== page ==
In memory of Dr. Gibbs who died February 16,
Dr. Clarence "Joe"
Joseph Gibbs, Jr., chief of NINDS's Laboratory of Central Nervous System
Studies (LCNSS). He was 76 years old.Dr.
Gibbs received his A. B., M.S., and Ph.D. degrees from the Catholic University
of America. He carried out predoctoral research in clinical microbiology
and virology under Dr. Joseph E. Smadel in the Department of Hazardous
Operations, Walter Reed Army Institute of Research where he developed a
vaccine for Rift Valley Fever Virus. In 1959 he joined the Laboratory of
Tropical Virology and became Acting Chief of the Section on Arthropod Borne
Viruses, NIAID. In 1961 in collaboration with D. Carleton Gajdusek he established
the Laboratory of Slow, Latent and Temperate Virus Infections. In 1964
he demonstrated infection as the etiology of kuru and in 1967 of Creutzfeldt-Jakob
disease, both subacute progressive degenerative brain diseases, resulting
in the Nobel Prize for Medicine awarded to Dr. Gajdusek in 1976. Dr. Gibbs
became Chief of the Laboratory of Central Nervous System Studies in 1998.
He has received numerous awards and honors including the HHS Gold Medal
for research, was twice awarded the SES Presidential Meritorious Executive
Rank Award, in addition to three honorary degrees. He is an elected member
of the American Neurological Association and the French Neurological Society,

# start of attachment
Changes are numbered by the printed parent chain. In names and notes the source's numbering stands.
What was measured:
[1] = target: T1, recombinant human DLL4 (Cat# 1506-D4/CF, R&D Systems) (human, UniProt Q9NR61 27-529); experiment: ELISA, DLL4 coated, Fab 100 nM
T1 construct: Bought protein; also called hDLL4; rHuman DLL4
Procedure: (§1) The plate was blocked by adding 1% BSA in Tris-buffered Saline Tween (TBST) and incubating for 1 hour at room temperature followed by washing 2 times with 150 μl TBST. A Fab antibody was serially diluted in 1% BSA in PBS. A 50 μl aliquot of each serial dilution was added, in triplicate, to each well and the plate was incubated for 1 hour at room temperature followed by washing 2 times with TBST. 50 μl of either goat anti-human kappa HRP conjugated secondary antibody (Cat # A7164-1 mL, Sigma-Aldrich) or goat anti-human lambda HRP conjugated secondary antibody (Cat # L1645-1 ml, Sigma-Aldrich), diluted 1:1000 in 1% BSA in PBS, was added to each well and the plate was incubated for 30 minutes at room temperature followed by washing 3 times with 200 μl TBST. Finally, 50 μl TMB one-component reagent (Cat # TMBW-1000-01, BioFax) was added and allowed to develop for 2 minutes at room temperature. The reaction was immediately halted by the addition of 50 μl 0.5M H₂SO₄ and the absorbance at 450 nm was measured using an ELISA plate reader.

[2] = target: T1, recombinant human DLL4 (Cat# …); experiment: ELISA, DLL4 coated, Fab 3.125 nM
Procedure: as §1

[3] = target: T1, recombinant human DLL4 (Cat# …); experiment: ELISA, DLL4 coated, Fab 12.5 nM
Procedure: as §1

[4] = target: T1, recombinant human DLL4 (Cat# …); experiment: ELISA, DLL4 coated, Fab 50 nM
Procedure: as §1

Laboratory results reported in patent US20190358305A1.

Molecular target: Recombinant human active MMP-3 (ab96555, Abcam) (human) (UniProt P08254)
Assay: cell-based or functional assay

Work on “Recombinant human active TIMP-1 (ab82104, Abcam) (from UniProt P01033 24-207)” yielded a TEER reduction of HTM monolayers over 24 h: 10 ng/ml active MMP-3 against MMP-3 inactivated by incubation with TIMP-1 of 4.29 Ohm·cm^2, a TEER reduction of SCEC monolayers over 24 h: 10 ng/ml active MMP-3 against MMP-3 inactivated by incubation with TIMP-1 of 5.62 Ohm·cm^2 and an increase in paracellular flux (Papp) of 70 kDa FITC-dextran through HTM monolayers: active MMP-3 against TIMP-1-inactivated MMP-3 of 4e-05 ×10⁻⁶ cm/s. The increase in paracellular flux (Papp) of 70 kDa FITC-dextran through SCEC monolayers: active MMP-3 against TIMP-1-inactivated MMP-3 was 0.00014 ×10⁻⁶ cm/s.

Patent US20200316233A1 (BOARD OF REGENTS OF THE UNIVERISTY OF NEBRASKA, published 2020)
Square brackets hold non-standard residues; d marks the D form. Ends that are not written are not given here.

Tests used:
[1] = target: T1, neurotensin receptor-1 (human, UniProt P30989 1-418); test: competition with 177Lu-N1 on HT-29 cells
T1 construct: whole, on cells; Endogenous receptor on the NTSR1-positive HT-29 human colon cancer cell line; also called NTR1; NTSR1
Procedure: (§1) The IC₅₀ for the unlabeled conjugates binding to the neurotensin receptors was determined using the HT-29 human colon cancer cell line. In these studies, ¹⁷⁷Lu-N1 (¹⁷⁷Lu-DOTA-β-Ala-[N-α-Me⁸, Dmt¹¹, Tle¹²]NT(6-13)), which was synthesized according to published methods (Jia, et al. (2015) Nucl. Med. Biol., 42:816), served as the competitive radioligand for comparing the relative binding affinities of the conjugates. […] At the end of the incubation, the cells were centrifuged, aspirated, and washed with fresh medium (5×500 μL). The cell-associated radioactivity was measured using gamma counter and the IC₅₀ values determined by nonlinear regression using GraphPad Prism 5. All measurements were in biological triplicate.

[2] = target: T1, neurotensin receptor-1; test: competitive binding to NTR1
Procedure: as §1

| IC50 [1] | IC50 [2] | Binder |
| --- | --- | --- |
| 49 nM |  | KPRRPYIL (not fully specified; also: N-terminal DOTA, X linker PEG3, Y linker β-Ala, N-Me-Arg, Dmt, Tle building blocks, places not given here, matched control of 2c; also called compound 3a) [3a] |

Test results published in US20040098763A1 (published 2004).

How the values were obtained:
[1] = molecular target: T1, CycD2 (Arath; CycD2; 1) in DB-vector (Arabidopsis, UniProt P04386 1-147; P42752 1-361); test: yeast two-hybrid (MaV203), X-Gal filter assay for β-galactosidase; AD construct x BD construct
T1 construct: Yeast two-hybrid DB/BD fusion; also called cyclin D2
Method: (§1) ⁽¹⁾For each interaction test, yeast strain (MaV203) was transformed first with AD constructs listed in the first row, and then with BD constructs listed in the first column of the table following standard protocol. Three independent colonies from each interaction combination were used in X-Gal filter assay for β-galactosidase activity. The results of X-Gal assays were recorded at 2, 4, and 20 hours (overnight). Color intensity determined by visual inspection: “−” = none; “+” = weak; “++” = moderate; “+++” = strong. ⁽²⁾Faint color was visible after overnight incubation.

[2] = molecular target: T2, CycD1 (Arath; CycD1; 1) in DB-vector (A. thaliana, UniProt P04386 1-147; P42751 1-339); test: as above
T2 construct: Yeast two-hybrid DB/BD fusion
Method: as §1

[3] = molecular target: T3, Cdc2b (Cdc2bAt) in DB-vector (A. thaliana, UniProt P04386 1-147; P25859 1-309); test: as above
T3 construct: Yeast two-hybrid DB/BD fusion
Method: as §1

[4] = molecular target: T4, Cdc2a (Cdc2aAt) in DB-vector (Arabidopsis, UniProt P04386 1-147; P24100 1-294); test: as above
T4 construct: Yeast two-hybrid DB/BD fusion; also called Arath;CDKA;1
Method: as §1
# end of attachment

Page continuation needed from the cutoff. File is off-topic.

and was the recipient of the Ottorino Rossi Award from the University of
Pavia, Italy. Dr. Gibbs’
laboratory is studying the transmissible spongiform encephalopathies
focus on slow, latent, and temperate viral infections associated with
chronic degenerative neurological diseases. Important areas of study are
the etiology and pathogenesis of slow infections (subacute spongiform encephalopathies)
and mechanisms of viral persistence in the central nervous system.Also
under intensive molecular biological, genetic, and immunological study
is amyloid formation in the brain in kuru, Creutzfeldt-Jakob disease (CJD),
Gerstmann-Straussler-Scheinker disease (GSS), fatal familial insomnia (FFI),
scrapie, bovine spongiform encephalopathy (BSE), and Alzheimer's disease.
Studies are also
conducted on the elucidation of the de novo generation of infectious
amyloid proteins from normal host precursor proteins in kuru, CJD, GSS,
FFI, scrapie and BSE. Other chronic CNS disorders such as amyotrophic
lateral sclerosis, parkinsonism dementia, Viliuisk encephalitis,
schizophrenia, and bipolar psychoses are also studied from the point of
view of etiology and pathogenesis.